composite graft


Also found in: Dictionary, Thesaurus, Legal, Financial, Encyclopedia.

com·pos·ite graft

a graft composed of two or more tissue types, such as skin and cartilage or skin and subcutaneous fat.

composite graft

a transplantation that involves more than one type of tissue, such as skin and cartilage. The term may also refer to an artificial vessel graft, an aortic valve prosthesis used to replace the ascending aorta valve.

com·pos·ite graft

(kŏm-poz'it graft)
A graft made up of several structures, such as skin and cartilage or a full-thickness segment of the ear.

com·pos·ite graft

(kŏm-poz'it graft)
A graft made up of several structures (e.g., skin and cartilage, full-thickness segment of the ear).
References in periodicals archive ?
The authors presented their experience with ITA and saphenous vein composite grafts used in 8 patients because of insufficient length, inadequate flow and inadequate diameter of the distal third of ITA.
For these specific cases, we used LITA-saphenous vein composite grafts for coronary revascularization.
Composite graft tympanoplasty in the treatment of ears with advanced middle ear pathology.
The second consideration was that the sizable surface area of the scar would make excision problematic because a composite graft that was large enough to cover the ensuing raw surface would be unlikely to survive.
Milewski C (1993), Composite graft tympanoplasty in the treatment of ears with advanced middle ear pathology.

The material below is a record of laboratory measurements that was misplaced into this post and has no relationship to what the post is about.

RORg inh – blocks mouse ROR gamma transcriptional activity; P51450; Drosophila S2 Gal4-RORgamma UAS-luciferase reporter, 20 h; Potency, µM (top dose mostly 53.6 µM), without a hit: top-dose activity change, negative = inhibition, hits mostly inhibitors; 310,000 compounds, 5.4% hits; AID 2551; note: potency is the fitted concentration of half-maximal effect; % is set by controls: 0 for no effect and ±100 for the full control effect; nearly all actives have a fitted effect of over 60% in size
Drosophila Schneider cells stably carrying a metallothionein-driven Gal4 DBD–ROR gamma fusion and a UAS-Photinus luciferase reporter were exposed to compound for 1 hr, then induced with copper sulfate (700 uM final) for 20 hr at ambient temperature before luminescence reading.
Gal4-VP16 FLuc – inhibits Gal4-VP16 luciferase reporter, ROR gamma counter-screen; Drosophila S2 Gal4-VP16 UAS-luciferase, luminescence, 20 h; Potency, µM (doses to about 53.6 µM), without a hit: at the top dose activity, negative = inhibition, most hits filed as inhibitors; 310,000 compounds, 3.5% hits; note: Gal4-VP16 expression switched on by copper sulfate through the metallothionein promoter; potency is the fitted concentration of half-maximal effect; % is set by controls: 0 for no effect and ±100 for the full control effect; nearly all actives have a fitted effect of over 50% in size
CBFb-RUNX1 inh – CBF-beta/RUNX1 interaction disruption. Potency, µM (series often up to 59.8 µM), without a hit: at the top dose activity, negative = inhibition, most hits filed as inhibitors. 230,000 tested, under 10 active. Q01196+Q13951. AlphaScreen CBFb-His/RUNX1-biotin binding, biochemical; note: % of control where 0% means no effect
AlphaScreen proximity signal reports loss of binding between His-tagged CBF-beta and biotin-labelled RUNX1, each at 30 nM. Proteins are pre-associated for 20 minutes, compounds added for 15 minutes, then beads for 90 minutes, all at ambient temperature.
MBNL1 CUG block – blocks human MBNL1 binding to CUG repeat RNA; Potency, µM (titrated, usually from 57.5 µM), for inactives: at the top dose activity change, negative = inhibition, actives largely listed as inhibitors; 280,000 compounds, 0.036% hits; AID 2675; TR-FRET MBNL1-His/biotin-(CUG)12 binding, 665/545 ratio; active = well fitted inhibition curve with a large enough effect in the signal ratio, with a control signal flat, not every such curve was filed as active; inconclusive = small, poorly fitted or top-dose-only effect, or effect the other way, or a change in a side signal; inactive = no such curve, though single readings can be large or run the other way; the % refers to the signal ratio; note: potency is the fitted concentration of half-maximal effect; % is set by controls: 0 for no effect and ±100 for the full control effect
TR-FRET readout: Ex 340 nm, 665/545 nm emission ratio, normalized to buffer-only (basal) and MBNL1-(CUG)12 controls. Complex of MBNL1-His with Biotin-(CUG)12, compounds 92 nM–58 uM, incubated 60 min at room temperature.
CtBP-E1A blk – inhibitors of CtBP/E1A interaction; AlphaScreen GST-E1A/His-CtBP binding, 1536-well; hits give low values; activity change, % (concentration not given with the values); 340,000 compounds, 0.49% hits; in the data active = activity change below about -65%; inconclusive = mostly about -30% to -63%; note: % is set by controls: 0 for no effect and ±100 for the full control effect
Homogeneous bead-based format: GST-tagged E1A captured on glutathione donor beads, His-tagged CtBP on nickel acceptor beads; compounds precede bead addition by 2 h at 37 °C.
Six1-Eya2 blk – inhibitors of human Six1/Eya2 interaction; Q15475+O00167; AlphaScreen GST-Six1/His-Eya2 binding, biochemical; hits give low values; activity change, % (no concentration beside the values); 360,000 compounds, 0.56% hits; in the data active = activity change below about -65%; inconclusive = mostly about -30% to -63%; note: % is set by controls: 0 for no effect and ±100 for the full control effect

Among their topics are lower eyelid blepharoplasy techniques, rhinoplasty: reconstruction of the saddle nose deformity using costal cartilage harvest, closure of septal perforation, techniques for composite grafts in the reconstruction of facial defects, and a percutaneous approach to mandibular angle fractures.
The addition of uterine mucosa as a viable option for prelamination of the penile neourethra provides a new strategy for potentially reducing urethral complications after phalloplasty by providing an additional source of mucosa for prelamination and allowing surgeons to avoid unnecessary operative sites as well as the use of composite grafts.
The major therapeutics used in the treatment of MSDs are biologics, corticosteroids, parathyroid hormone, protein therapy, selective estrogen receptor modulators, synthetic bone graft, composite grafts, demineralized bone matrix, BMPS, orthobiologics and others.
They first cover fundamentals like anatomy of the skin, physiology, biomechanics, patient preparation, flap classification and design, types of flaps, skin and composite grafts, z-plasty, and the use of skin grafts with local flaps, then detail the reconstruction of various organs and adjunctive surgery, including controlled tissue expansion.